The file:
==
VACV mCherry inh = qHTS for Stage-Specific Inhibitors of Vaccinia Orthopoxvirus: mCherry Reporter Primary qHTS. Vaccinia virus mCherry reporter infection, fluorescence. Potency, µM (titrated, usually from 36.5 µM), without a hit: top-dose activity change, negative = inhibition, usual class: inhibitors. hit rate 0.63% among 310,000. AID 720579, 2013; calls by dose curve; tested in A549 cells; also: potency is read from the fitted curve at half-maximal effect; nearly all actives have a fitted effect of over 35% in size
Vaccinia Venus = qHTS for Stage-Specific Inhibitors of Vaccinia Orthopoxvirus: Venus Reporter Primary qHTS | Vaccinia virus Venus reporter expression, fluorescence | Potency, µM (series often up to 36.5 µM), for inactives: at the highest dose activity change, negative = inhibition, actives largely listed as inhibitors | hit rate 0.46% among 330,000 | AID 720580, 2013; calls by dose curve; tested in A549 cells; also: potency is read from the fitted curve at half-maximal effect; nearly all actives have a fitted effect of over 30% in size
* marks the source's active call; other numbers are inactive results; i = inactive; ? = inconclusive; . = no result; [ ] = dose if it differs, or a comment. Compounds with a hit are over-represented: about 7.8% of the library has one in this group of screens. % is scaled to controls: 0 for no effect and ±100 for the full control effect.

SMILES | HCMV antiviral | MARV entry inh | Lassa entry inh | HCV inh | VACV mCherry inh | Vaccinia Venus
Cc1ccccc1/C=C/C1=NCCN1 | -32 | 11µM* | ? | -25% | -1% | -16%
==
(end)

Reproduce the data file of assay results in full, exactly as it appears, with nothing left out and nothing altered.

VACV mCherry inh = qHTS for Stage-Specific Inhibitors of Vaccinia Orthopoxvirus: mCherry Reporter Primary qHTS. Vaccinia virus mCherry reporter infection, fluorescence. Potency, µM (titrated, usually from 36.5 µM), without a hit: top-dose activity change, negative = inhibition, usual class: inhibitors. hit rate 0.63% among 310,000. AID 720579, 2013; calls by dose curve; tested in A549 cells; also: potency is read from the fitted curve at half-maximal effect; nearly all actives have a fitted effect of over 35% in size
Vaccinia Venus = qHTS for Stage-Specific Inhibitors of Vaccinia Orthopoxvirus: Venus Reporter Primary qHTS | Vaccinia virus Venus reporter expression, fluorescence | Potency, µM (series often up to 36.5 µM), for inactives: at the highest dose activity change, negative = inhibition, actives largely listed as inhibitors | hit rate 0.46% among 330,000 | AID 720580, 2013; calls by dose curve; tested in A549 cells; also: potency is read from the fitted curve at half-maximal effect; nearly all actives have a fitted effect of over 30% in size
* marks the source's active call; other numbers are inactive results; i = inactive; ? = inconclusive; . = no result; [ ] = dose if it differs, or a comment. Compounds with a hit are over-represented: about 7.8% of the library has one in this group of screens. % is scaled to controls: 0 for no effect and ±100 for the full control effect.

SMILES | HCMV antiviral | MARV entry inh | Lassa entry inh | HCV inh | VACV mCherry inh | Vaccinia Venus
Cc1ccccc1/C=C/C1=NCCN1 | -32 | 11µM* | ? | -25% | -1% | -16%